In 2007, Ghana introduced the Domestic Violence Act, a bill meant to protect the rights of those most marginalized by abuse in the household. However, Mahama explained that public opposition and a desire to speed up the passing of the bill left a controversial clause from the Ghanaian Criminal Code of 1960 unchanged. The clause states that the act of marriage is grounds for consent. If a spouse refuses to consent to sex and a rape occurs, in the eyes of this particular clause, consent was already given, voiding the case against the accuser.

Inspector Lawrence Adombiri, Metro Coordinator for Tamale’s Domestic Violence Victims Support Unit, says that in a year he has never seen a case of marital rape brought to their office. “It is a silent issue,” he says.

Even without the specific mention of marital rape in the Domestic Violence Act, many cases fail to even reach the courts. Societal pressure and threats directed at the victim deter many of these cases from seeing redress.  Adombiri believes that the community must support the process of the victim before the laws can react accordingly.

Mahama echoes his concern, attributing the lack of reported cases to stigma attached to women in the domestic setting.

“[Society] feels that a woman should bear it, especially when it has to do with sex,” she says. “All other things can be mentioned, but not sex.”

An absence of women’s shelters, the cost of obtaining a doctor’s report confirming instances of rape and the bureaucratic nature of police follow ups to cases were other issues Mahama described that deter women from vocalizing cases of marital rape.

“Most women do not have money to feed themselves, let alone pay for such medical bills. Because of the fee, they are deterred and the cases go unreported or are not followed up,” argues Mahama.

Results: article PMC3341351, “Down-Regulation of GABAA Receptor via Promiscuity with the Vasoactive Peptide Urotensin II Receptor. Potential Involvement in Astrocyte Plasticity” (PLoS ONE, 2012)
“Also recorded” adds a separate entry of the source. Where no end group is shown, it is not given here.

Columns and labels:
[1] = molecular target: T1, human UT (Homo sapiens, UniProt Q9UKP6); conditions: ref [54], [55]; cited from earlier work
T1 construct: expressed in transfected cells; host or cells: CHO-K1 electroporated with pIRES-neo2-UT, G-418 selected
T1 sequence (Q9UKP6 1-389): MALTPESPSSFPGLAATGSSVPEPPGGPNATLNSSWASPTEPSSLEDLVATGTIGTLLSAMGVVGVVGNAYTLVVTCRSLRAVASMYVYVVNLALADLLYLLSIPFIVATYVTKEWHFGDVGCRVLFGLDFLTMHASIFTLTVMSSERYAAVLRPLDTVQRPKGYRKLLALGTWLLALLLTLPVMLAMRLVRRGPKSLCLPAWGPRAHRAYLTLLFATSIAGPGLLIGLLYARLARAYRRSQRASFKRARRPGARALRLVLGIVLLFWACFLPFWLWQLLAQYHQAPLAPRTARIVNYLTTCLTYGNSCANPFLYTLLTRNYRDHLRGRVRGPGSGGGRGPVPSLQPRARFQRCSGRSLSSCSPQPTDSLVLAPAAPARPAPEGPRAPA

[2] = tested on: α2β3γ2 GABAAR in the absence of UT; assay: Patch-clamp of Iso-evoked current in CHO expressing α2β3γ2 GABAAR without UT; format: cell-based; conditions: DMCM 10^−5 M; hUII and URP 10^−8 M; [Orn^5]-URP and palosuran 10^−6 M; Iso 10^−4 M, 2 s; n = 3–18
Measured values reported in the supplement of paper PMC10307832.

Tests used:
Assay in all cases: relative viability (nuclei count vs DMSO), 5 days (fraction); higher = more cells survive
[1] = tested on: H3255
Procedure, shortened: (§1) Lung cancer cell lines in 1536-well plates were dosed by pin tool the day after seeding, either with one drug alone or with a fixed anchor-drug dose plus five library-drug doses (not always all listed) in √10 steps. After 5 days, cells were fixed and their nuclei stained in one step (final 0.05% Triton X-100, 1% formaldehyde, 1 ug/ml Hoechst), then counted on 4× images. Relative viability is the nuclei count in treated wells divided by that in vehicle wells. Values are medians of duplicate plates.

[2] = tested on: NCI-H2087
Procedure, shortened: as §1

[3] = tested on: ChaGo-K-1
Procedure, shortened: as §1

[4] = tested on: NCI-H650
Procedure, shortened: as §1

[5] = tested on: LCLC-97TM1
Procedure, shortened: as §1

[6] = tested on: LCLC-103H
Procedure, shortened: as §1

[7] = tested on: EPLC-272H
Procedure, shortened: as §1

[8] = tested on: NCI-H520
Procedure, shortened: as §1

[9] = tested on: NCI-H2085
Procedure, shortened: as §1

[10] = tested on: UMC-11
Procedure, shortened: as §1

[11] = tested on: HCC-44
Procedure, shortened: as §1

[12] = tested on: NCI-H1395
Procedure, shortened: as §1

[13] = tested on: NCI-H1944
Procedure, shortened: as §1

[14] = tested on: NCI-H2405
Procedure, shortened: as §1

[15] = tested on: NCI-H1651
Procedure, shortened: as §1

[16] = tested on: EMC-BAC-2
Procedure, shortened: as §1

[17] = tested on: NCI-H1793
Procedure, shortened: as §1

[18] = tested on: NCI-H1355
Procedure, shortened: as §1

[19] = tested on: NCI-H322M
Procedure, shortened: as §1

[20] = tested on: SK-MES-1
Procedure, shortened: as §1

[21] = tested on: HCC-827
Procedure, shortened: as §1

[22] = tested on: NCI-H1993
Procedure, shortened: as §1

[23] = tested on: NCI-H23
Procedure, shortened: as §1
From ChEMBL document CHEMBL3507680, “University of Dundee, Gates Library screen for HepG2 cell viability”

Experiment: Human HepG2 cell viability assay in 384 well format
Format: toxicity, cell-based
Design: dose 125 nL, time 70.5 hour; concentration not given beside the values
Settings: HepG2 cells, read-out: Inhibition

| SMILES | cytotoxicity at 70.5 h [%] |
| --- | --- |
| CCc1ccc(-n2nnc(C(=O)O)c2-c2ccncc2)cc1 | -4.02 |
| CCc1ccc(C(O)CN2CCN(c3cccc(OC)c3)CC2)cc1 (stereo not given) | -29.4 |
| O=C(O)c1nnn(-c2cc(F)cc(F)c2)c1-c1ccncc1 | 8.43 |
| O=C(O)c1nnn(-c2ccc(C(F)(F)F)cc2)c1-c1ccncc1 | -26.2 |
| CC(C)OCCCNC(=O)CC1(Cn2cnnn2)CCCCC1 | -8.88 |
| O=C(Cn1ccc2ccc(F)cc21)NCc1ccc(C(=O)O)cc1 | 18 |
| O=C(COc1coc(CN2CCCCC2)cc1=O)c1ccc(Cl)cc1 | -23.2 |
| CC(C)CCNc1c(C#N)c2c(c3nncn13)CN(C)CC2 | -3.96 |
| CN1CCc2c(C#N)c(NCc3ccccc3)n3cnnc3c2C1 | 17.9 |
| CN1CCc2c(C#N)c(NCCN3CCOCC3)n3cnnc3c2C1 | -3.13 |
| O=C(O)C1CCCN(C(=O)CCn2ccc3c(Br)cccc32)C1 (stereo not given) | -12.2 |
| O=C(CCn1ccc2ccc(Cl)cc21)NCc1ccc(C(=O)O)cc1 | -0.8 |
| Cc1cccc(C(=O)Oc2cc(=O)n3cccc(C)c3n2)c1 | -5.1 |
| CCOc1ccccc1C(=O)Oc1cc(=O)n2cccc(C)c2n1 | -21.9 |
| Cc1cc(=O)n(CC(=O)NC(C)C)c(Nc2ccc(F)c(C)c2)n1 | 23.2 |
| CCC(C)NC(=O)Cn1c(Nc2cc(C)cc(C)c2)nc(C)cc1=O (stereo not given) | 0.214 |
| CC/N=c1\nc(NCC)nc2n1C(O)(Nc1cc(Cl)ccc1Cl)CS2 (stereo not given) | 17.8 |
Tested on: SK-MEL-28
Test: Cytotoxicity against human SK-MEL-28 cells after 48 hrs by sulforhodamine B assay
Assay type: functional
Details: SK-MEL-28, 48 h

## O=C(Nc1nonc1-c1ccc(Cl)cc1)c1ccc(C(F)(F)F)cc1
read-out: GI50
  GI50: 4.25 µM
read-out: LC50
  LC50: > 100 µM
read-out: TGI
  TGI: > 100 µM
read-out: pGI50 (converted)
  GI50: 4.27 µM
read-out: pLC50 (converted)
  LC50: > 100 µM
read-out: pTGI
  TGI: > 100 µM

While soap operas may see a happy resolve before the credits roll, many women fear to bring their cases to light. Talking to Mahama and Adombiri, it becomes clear that the issues of marital rape extend beyond the courts to underlying issues of patriarchy and discrimination reflected in Ghana’s traditional domestic structure.

In a report by ActionAid, one woman details her experiences being given to her sister’s brother-in-law at an early age. “I reluctantly went into the room because I was tired of sleeping outside. I was then about fourteen. He forced me to have sex with him.”

Overpowered by her husband and ignored by her family, the recurrent rapes gave way to three children, and left her HIV positive. “I should have fought harder,” she says. Her struggle fell on deaf ears, being told that abuses such as these “are what all women go through”.

Abdallah Abubakari, programme manager of ActionAid, in Northern Ghana, acknowledges that women’s abilities to negotiate terms within the household are affected by structures of patriarchy. He advocates that women must be given more opportunities to express leadership in the household.

“Where women are empowered, the men get awareness,” says Mahama. “They should appreciate the situation of the woman, and there can be change. But when you keep silent but keep the law in place, it still won’t work.”